Busan: Matching Demands Bring Korea and China Closer on Film Projects

Despite complicated political relations between Korea and mainland China, a growing number of showbiz collaborations are bridging the divide and may be easing high level-term tension. China’s premier claims to be a fan of Korean TV soaps.

The two countries’ movie industry collaboration started a decade ago with location and talent loans (“Musa the Warrior,” “Failan”) and a sprinkling of co-investment (“One Fine Spring Day”).

More recently, following “Mr. Go,” a big-budget Korean film with Chinese elements and investment, made a fair showing in 2013, collaborations have appeared in more diverse formats. These have included co-production, loans of technical crews and post-production services and joint ventures. “A Wedding Invitation,” the CJ Entertainment-initiated Chinese drama, and “20! Once Again,” a Chinese-language remake of Korean hit “Miss Granny,” are examples of the new forms of collaboration.

Last year, Chinese box office hit $4.76 billion, representing an impressive year-on-year growth of over 36%. Since the country’s production infrastructure is unable to keep up with the demands of local film makers and audience, the Chinese film industry has turned to neighboring Korea and wooed opportunity-seeking Korean experts and talent — directors, cross-over K-pop stars and VFX technicians in particular, so as to create new genres and transplant production systems in their market.

As the trend appears to be creating mutual benefit for the industries of both countries, a growing number of co-productions in various forms have been set up this year. Gearing up for theatrical release are thriller drama “Peaceful Island” and “The Witness,” a Chinese remake of 2011 Korean thriller “Blind,” both of which are directed by Korean film makers and star Chinese talents. There are many more currently being shaped. “Bad Guys Always Die,” a full-scale co-production jointly executive-produced by the two countries’ most prominent directors — Kang Je-gyu and Feng Xiaogang — and starring talents from both countries, shows this week at the Busan Intl. Film Festival.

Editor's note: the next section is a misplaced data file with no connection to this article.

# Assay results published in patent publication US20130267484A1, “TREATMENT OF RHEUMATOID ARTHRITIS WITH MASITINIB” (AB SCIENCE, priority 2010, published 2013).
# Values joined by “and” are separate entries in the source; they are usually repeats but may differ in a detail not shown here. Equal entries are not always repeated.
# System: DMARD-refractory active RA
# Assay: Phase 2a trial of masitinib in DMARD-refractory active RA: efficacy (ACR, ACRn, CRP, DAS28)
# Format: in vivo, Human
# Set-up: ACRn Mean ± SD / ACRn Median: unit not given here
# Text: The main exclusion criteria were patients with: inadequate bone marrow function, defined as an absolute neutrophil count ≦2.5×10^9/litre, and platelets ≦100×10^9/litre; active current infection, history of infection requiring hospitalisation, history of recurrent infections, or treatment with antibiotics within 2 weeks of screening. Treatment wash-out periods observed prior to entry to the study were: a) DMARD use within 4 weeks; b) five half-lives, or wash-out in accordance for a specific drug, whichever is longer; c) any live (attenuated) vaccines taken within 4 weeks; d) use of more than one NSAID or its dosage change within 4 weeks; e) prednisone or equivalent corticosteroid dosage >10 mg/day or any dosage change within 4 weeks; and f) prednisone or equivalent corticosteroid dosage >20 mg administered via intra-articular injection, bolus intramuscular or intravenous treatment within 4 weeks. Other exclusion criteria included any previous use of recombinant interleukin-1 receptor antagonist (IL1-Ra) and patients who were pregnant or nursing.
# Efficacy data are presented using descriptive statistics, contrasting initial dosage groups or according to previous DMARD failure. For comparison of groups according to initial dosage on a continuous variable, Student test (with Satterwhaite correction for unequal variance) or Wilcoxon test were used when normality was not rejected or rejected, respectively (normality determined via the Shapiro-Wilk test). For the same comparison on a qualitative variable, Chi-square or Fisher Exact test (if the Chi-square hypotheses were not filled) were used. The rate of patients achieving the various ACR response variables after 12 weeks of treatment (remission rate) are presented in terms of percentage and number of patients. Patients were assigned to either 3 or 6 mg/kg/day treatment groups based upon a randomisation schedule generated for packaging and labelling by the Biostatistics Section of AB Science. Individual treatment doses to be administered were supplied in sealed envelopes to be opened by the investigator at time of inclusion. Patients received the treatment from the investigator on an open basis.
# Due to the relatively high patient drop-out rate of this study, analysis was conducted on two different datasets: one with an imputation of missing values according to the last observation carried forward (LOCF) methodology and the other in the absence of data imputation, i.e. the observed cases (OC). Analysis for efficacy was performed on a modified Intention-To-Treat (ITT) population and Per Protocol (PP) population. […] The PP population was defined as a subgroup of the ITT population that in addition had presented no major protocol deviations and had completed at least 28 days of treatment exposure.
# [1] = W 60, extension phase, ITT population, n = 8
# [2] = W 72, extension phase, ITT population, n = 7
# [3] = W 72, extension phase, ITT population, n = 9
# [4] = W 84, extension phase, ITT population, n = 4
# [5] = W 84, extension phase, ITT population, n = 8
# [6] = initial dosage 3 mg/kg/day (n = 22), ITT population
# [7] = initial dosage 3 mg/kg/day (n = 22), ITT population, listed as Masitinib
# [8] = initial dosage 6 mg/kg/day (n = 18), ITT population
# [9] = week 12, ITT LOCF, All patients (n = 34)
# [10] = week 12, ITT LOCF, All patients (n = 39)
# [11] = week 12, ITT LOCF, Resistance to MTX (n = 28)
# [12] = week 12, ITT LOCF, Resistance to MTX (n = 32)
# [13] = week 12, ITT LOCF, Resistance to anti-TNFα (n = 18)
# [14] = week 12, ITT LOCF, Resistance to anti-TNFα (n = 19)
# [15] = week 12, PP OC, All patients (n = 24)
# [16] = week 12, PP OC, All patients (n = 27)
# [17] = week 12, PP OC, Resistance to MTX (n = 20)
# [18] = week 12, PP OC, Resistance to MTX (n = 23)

Also, Korean VFX studios have worked closely with China’s as providing reasonably-priced yet high-quality services: most notably, director Kim Yong-hwa’s Dexter was involved in Chinese films including Tsui Hark’s China-Hong Kong co-production “Young Detective Dee: Rise of the Sea Dragon.” China’s Wanda Group recently went one step further and bought an equity stake in Dexter.

With the recent South Korea-China co-production treaty easing the process of collaboration, more projects are being readied: “The Attorney” is one. Director Yang Woo-suk’s first Chinese-language film will star top Hong Kong actor Andy Lau and be produced by Wanda Media.

“China surely has a lot to learn from Korea,” Wanda Media VP Cary Cheng Kim Fung told Variety. “Korea is the most advanced country in Asia in terms of film industrialization and production systems … I hope that the two countries’ cooperation will further expand in the future.”

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